(Ecofin Agency) - In the midst of a global venture capital market slowdown, plummeting valuations, persistent inflation, and escalating operational costs, African startups are entering survival mode, implementing drastic workforce reductions.
African startups laid off 738 employees in the third quarter of 2023 as they strive to extend their lifespans in a climate marked by drying up funding sources and soaring operating costs. This is the main finding of a report released last November 10 by the digital economy consulting firm TechCabal Insights.
The "The State of Tech in Africa Q3 2023," report specifies that the number of layoffs increased by 210% compared to the second quarter of 2023. Kenyan agritech firm Twiga Foods executed the most significant workforce reduction, parting ways with 283 employees in August 2023 after letting go of 211 employees in 2022.
As venture capital funds maintain a cautious approach, valuations decline, and operational expenses surge due to persistent inflation, these workforce cuts within African startups signal a return to a more rational approach after the expenditure explosion on sometimes risky projects in recent years.
The report also highlights that fundraising efforts by African startups in Q3 2023 totaled $499 million, marking a 26% decrease compared to the same period in 2022 ($675 million). Quarter-on-quarter, there is a 45.5% decrease in raised funds, reflecting the challenging funding landscape faced by these innovative ventures.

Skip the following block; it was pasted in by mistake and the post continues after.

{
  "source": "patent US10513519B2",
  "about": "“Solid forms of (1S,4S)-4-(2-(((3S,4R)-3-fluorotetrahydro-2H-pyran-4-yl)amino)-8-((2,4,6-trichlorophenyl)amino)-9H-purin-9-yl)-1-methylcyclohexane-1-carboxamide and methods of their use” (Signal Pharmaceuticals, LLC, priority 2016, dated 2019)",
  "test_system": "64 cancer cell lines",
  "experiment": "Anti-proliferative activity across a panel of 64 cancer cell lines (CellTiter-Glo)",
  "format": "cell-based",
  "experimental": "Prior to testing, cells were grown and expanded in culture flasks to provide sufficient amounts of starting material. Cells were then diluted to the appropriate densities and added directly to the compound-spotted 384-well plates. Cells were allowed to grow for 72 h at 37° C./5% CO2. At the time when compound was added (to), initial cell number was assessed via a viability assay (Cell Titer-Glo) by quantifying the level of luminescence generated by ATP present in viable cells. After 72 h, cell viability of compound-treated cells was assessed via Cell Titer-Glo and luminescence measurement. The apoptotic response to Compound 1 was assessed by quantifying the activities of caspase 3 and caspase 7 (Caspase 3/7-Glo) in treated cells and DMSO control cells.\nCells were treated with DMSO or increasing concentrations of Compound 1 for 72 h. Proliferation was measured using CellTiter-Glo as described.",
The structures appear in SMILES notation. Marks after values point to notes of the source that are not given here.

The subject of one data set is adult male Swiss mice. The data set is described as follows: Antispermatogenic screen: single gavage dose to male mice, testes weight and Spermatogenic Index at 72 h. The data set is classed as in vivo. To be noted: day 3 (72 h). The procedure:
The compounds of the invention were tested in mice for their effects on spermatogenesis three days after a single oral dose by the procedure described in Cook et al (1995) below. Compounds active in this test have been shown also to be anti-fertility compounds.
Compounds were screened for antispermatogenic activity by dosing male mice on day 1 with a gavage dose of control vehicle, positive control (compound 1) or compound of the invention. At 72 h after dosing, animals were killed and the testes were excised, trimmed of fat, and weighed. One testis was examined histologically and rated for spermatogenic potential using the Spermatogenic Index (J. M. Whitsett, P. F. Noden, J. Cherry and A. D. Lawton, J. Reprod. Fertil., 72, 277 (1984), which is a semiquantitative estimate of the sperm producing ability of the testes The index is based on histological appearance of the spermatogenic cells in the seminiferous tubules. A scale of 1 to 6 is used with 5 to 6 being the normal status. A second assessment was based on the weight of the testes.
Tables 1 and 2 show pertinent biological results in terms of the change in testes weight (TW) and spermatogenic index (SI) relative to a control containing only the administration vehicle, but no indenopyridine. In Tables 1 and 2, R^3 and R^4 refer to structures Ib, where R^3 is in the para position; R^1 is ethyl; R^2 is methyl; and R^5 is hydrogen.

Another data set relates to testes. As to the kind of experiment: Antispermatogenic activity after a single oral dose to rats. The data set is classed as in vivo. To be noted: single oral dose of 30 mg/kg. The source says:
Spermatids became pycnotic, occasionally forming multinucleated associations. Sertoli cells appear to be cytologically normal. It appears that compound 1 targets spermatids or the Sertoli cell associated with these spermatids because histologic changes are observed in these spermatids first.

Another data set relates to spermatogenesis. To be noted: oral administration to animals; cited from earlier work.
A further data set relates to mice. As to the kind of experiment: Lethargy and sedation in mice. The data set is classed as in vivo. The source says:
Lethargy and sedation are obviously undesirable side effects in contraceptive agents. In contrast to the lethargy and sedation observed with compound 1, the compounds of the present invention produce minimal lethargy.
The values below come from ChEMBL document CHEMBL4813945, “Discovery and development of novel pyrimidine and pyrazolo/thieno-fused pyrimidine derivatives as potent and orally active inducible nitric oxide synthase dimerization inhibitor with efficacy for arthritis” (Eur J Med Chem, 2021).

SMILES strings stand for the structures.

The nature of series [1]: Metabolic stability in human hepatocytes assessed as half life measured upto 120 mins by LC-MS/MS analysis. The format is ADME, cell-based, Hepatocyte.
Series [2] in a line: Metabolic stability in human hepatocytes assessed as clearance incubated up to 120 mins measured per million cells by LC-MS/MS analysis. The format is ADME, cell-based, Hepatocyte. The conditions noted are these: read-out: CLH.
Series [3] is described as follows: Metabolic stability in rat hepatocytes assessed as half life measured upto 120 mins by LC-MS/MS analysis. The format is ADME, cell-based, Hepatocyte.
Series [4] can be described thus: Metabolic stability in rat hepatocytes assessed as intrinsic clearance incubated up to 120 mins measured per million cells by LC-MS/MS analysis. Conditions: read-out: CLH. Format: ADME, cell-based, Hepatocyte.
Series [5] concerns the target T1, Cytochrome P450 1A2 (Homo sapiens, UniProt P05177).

The total number of transactions recorded between July 1 and September 30 of the current year reached 97 deals, against 74 during the same period in 2022. While no mega-deals (fundraising of $100 million or more) were recorded, the number of venture debt financing operations was limited to 6 transactions in the third quarter of 2023, down from 12 during the same period in 2022.
The ranking of startups with the highest fundraising in Q3 2023 by their country of origin reveals Kenya leading the pack with $131.1 million, followed by Nigeria ($103.4 million), South Africa ($82.4 million), and Egypt ($17.2 million). These four countries, known as the "Big Four," collectively account for nearly 67% of the total funds raised by startups across the continent during the period under review.
Moreover, two startups based in Benin and the Democratic Republic of the Congo secured $63 million and $40 million, respectively.
Dynamic funding landscape: energy sector takes center stage
For the second consecutive quarter, African startups operating in the energy sector emerged as the tech gems best funded on the continent during the third quarter of 2023. This trend showcases the resilience and attractiveness of the energy industry within the African tech ecosystem.
Young ventures specializing in the development of energy solutions in Africa secured $194.7 million across nine transactions during the reviewed period, constituting 39% of the total funds raised by startups across the continent. For the second consecutive quarter, fundraising by energy startups surpassed that of their counterparts in the financial technology (fintech) sector, with $112.7 million mobilized in the third quarter of 2023.
Following closely are startups operating in the sectors of transport & logistics ($63.2 million), retail ($35 million), health ($34.7 million), and agriculture & food ($31.4 million).
TechCabal Insights, in its comprehensive analysis, also noted 7 acquisitions and 4 geographical expansions (entry into one or more new markets) in the African tech scene during Q3 2023. This signifies a dynamic landscape where startups are not only securing funding but also engaging in strategic moves to enhance their market presence and impact.